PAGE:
Sample Psychology Research Paper on Sandtray Theory

Introduction

The theory envisages a therapy of using sand, tiny objects, and tray with water to construct emotions, perceptions, and ideas. The therapy emphasizes on dynamic qualities of patients to creatively construct personal experiences from play. Additionally, Sandtray therapy is supported by an already established relationship between the client and therapist and a tray. Essentially, the therapy allows children and adults to construct new ideas from already existing realities within their inner-self over a given period. The therapy is based on the theory explaining that instant healing is possible when patients examine their inner worlds. The therapy takes into account the ability of a child or an adult to non-verbally communicate his or her conscious and unconscious state to restructure and strengthen perceptions and ego. Sandtray therapy is anchored on play theory, and allows a patient to create scenes that form the basis of a reflection of personal life creating an opportunity to resolve conflicts, eliminate obstacles, and gain self-acceptance.

Traditional therapy theory and inception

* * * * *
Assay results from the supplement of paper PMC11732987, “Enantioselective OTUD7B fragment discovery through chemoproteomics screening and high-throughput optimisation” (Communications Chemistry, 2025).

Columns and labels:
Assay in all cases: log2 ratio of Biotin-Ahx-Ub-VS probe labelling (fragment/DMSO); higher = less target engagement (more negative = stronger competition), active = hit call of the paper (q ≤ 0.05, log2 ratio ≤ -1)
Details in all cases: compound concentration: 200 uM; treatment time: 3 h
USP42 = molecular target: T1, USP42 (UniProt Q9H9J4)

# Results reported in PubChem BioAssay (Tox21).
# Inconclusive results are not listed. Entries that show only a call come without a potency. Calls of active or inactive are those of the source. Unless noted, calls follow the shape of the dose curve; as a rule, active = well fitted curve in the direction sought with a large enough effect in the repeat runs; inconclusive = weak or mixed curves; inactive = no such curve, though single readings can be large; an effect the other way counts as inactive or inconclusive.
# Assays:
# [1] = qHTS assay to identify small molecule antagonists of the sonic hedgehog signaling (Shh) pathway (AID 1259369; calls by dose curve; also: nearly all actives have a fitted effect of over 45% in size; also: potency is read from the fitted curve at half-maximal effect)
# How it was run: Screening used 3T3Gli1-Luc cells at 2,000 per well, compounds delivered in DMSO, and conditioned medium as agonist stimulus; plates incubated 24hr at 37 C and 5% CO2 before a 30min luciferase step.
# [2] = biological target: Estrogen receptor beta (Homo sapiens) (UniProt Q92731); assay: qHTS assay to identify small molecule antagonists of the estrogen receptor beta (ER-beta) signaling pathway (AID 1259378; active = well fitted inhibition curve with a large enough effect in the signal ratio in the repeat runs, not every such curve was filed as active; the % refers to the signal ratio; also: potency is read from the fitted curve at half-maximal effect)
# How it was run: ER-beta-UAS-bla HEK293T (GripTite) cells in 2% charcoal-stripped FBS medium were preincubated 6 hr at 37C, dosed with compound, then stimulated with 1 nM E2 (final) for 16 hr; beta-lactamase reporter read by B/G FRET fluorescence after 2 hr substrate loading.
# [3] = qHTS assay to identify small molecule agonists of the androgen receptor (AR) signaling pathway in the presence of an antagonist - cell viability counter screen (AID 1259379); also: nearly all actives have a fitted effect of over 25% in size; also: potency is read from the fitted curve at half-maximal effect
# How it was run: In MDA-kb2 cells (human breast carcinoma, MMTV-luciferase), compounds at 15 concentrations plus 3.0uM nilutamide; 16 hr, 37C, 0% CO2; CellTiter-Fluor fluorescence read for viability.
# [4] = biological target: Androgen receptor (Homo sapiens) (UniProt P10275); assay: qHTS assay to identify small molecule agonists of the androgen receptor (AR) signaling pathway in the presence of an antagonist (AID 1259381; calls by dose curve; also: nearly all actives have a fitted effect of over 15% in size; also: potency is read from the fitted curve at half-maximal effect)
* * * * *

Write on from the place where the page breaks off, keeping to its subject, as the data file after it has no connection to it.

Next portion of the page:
Since its inception, Sandtray therapy has evolved and transformed how psychologists and medical practitioners conduct therapy sessions.  As revealed by Garrett (2017), Margaret Lowenfeld, a British pediatrician is believed to be the first medical professional to utilize the Sandtray therapy.  The inspiration to use this therapy came from a book that elaborated the importance of play as a method of promoting personal development for children and adults. Upon establishing a therapy room for children, Lowenfeld introduced two trays that according to Lee et al. (2018), contained sand and water respectively. Meanwhile, Lowenfeld placed another box containing small toys, paper, and miniature pieces of metal and colored jewels (Lee et al. (2018). The children in the therapy room began creating inner perceptions and emotions from the box and tray of sand. At that point, Lowenfeld discovered that Sandtray technique could present opportunity for a therapist to observe the inner perception and emotion as shown by a patient (Magnuson & Sangganjanavanich, 2011). This therapy was later modified to Sandtray play therapy anchored on play theoretical framework.